On we went, as fast as we were able. Finally, the marker declaring 1 kilometre to go came up. 'We can't do it, can we?" Smithy asked. I glanced at my watch. "Yes we can! It'll be tight but we can do it!" I don't know how we did it, but we had managed to cover the last two kilometres in just 17 minutes. We had a real chance at cracking the 3 hours.
People lined the last 500 metres, cheering and clapping every marathoner that ran past (yes, we were being beaten by marathon runners who had run 21 kilometres in the opposite direction to us before turning around, running our course, catching up and passing us. And they were the slow ones - the winners had passed us with 8 kilometres still to go!) and encouraging us halfers. With just 300 metres to go, we broke into a shuffle-jog, passing walkers who had been in front of us for most of the race. One hundred metres to go and we could see the finish line. I picked up my pace a little but Smithy dropped back. 20 metres to go and I broke into a sprint (gawd only knows where the energy came from) and crossed the finish line with head held high. I looked at my watch - 9.37am. I'd done it. I finished in under 3 hours. Excited and anxious I waited for Smithy to cross. It seemed an age before she joined me, but a glance at my watch showed she had also made it in under 3 hours!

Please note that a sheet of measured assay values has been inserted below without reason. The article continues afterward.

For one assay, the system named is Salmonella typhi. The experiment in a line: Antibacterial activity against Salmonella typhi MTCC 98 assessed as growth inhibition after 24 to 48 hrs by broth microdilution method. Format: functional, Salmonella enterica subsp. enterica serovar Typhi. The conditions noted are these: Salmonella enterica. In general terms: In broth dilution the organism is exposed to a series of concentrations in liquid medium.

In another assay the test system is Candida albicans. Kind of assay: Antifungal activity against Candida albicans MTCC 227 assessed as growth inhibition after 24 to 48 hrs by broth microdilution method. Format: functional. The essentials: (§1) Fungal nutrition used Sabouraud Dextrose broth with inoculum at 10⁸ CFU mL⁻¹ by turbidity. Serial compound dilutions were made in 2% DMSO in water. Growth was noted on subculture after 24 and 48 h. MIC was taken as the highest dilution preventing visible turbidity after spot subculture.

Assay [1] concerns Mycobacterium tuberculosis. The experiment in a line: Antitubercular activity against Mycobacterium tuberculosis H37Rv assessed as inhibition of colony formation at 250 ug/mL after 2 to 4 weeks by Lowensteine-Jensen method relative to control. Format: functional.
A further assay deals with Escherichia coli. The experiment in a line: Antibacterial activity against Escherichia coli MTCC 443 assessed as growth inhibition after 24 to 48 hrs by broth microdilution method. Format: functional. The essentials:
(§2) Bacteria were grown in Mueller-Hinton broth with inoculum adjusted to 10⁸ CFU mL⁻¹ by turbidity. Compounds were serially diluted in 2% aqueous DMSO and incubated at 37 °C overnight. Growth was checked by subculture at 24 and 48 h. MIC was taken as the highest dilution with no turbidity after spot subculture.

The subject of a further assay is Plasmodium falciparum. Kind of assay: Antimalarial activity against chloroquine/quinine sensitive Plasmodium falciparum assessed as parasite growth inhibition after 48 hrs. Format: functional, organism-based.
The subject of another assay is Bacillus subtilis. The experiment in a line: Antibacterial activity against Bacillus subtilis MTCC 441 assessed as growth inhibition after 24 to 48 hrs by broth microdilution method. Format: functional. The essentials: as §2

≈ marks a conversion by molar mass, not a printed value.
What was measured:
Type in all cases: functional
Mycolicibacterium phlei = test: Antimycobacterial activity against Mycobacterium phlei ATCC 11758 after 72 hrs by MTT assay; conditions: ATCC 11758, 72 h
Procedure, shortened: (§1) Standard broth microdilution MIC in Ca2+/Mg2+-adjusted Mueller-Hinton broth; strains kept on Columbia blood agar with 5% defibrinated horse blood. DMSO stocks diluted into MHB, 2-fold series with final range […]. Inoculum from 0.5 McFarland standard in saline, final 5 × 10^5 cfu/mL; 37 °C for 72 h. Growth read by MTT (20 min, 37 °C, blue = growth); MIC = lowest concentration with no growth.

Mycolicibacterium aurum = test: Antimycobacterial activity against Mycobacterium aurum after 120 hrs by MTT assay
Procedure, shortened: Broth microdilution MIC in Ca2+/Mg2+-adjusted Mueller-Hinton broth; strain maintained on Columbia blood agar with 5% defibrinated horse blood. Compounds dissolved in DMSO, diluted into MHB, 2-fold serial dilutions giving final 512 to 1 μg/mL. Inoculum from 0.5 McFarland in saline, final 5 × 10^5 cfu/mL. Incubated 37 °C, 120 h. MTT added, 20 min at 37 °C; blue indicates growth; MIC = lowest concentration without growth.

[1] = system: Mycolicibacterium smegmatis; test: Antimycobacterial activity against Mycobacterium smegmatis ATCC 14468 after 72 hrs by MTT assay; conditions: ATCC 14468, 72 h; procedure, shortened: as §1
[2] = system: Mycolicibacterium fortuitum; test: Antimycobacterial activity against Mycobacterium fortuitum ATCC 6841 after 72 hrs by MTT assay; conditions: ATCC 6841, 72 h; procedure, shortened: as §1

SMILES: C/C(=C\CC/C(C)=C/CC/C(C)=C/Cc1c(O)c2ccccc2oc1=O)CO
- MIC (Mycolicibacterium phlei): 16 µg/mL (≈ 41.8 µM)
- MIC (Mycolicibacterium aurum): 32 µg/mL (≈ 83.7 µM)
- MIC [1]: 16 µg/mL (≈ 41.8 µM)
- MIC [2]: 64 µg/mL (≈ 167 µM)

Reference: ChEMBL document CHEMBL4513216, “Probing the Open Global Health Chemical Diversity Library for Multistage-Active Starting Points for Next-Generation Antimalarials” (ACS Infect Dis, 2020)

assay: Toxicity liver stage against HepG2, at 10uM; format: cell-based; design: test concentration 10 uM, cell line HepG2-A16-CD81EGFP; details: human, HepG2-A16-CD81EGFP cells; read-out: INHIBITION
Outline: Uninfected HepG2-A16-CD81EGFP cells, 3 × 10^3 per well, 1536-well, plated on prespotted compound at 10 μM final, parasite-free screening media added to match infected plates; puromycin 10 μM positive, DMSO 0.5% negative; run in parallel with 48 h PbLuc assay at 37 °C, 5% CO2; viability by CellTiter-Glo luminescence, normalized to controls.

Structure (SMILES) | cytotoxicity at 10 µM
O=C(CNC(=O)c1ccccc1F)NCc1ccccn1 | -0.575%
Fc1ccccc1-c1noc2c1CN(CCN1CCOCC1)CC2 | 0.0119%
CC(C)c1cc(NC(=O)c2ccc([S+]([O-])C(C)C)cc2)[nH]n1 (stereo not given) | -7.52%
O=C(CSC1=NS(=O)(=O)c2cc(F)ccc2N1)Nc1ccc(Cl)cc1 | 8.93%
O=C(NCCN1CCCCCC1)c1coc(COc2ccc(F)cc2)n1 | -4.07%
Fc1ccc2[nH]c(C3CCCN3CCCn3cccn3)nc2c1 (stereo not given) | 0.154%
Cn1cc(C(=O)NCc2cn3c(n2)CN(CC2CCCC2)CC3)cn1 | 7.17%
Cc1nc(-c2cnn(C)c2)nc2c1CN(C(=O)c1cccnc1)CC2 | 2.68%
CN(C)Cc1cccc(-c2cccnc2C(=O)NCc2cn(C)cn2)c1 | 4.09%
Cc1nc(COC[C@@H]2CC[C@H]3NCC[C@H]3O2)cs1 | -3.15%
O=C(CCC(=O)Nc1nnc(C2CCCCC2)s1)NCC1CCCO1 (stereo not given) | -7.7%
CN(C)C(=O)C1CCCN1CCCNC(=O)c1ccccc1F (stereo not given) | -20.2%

Exultant, we staggered off to the recovery area for drinks and fruit before handing in the race chip (timing device) and claiming our T-shirts and medals. To our huge disappointment, they had run out of medals and we had to put our names down to have one posted to us - but at least we came away with our official 'Finisher' shirts.
We spent the afternoon relaxing at home, stretched out on the settees, enjoying a glass of wine and watching DVDs and rugby league. Pizza for tea, then an early night for our weary bodies. Smithy woke up fine today, but my legs are really stiff. We treated ourselves to a massage, which was really nice, but if I don't keep moving I just stiffen up again.
We got onto the race website this morning to get our official times. Me: 2:59:28 Smithy: 2:59:48.